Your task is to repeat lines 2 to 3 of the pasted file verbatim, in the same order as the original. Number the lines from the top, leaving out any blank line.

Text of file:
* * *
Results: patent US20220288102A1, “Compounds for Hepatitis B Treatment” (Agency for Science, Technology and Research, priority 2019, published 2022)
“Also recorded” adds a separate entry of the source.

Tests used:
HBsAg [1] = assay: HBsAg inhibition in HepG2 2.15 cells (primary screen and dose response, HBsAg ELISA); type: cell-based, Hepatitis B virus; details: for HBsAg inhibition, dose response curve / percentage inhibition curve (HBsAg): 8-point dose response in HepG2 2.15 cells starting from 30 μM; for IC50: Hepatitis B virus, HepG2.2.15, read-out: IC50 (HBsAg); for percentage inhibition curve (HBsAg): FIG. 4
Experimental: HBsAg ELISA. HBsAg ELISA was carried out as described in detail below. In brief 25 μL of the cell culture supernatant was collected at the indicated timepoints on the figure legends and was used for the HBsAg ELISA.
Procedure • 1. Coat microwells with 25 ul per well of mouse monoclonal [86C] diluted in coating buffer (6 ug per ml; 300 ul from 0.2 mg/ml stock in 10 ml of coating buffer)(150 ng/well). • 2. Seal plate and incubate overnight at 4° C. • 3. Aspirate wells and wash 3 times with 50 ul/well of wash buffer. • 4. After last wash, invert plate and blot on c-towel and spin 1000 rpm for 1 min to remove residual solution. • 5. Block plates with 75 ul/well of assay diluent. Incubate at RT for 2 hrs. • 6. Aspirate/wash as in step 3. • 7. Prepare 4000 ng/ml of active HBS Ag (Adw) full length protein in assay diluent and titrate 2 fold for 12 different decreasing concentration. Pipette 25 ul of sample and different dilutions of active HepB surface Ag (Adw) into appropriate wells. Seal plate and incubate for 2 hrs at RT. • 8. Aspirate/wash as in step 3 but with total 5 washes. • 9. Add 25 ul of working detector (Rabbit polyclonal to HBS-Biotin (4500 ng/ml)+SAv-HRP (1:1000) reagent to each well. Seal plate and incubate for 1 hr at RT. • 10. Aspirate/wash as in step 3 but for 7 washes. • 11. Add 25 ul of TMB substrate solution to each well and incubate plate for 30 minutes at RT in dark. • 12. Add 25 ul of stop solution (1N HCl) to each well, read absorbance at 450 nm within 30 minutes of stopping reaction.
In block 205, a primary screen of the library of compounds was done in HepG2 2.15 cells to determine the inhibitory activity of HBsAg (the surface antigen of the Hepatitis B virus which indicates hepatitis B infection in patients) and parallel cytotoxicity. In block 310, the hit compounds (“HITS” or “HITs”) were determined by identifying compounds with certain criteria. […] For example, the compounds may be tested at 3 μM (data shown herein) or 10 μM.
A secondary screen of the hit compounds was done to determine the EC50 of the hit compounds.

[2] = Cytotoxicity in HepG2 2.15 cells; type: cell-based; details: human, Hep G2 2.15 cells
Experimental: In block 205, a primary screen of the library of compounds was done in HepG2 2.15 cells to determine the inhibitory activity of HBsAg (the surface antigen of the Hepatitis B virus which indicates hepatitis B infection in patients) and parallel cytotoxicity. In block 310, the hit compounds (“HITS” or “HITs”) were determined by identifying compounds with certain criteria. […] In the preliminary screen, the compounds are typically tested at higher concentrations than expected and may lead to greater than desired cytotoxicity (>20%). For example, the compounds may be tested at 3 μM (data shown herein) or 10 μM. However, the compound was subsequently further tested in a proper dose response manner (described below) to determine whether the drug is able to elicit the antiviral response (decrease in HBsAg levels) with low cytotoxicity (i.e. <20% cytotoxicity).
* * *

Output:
“Also recorded” adds a separate entry of the source.

Tests used: